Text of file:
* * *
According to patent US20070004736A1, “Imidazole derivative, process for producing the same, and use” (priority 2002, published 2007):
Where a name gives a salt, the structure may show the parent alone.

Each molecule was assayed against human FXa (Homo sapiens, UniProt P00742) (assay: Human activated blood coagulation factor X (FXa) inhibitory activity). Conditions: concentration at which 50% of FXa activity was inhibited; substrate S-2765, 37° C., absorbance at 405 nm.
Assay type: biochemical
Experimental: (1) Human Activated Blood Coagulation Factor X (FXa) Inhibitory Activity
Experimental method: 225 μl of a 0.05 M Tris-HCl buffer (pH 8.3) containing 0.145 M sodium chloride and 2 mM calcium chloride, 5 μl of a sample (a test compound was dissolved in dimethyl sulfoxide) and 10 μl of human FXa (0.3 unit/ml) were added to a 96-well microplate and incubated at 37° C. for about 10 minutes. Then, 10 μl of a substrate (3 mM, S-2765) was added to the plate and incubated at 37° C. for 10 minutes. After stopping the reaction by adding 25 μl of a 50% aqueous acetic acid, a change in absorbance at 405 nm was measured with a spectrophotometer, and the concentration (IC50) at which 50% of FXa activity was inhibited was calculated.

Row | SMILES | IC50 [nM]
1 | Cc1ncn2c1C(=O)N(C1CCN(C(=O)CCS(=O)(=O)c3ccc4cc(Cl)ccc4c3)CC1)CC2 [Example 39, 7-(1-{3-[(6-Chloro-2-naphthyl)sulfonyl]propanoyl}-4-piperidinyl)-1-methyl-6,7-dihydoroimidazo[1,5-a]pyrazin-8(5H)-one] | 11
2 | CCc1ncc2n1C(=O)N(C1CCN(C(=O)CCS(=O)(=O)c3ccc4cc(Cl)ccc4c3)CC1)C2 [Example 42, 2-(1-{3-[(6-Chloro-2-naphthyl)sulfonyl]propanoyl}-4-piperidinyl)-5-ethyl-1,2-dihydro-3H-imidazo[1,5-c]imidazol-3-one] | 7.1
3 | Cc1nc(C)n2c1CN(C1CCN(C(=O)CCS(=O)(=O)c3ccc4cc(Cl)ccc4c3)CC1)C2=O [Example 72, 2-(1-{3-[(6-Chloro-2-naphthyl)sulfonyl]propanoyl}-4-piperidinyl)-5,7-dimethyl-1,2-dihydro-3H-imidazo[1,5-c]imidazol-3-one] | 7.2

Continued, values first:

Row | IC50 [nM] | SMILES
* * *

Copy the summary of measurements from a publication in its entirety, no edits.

According to patent US20070004736A1, “Imidazole derivative, process for producing the same, and use” (priority 2002, published 2007):
Where a name gives a salt, the structure may show the parent alone.

Each molecule was assayed against human FXa (Homo sapiens, UniProt P00742) (assay: Human activated blood coagulation factor X (FXa) inhibitory activity). Conditions: concentration at which 50% of FXa activity was inhibited; substrate S-2765, 37° C., absorbance at 405 nm.
Assay type: biochemical
Experimental: (1) Human Activated Blood Coagulation Factor X (FXa) Inhibitory Activity
Experimental method: 225 μl of a 0.05 M Tris-HCl buffer (pH 8.3) containing 0.145 M sodium chloride and 2 mM calcium chloride, 5 μl of a sample (a test compound was dissolved in dimethyl sulfoxide) and 10 μl of human FXa (0.3 unit/ml) were added to a 96-well microplate and incubated at 37° C. for about 10 minutes. Then, 10 μl of a substrate (3 mM, S-2765) was added to the plate and incubated at 37° C. for 10 minutes. After stopping the reaction by adding 25 μl of a 50% aqueous acetic acid, a change in absorbance at 405 nm was measured with a spectrophotometer, and the concentration (IC50) at which 50% of FXa activity was inhibited was calculated.

Row | SMILES | IC50 [nM]
1 | Cc1ncn2c1C(=O)N(C1CCN(C(=O)CCS(=O)(=O)c3ccc4cc(Cl)ccc4c3)CC1)CC2 [Example 39, 7-(1-{3-[(6-Chloro-2-naphthyl)sulfonyl]propanoyl}-4-piperidinyl)-1-methyl-6,7-dihydoroimidazo[1,5-a]pyrazin-8(5H)-one] | 11
2 | CCc1ncc2n1C(=O)N(C1CCN(C(=O)CCS(=O)(=O)c3ccc4cc(Cl)ccc4c3)CC1)C2 [Example 42, 2-(1-{3-[(6-Chloro-2-naphthyl)sulfonyl]propanoyl}-4-piperidinyl)-5-ethyl-1,2-dihydro-3H-imidazo[1,5-c]imidazol-3-one] | 7.1
3 | Cc1nc(C)n2c1CN(C1CCN(C(=O)CCS(=O)(=O)c3ccc4cc(Cl)ccc4c3)CC1)C2=O [Example 72, 2-(1-{3-[(6-Chloro-2-naphthyl)sulfonyl]propanoyl}-4-piperidinyl)-5,7-dimethyl-1,2-dihydro-3H-imidazo[1,5-c]imidazol-3-one] | 7.2

Continued, values first:

Row | IC50 [nM] | SMILES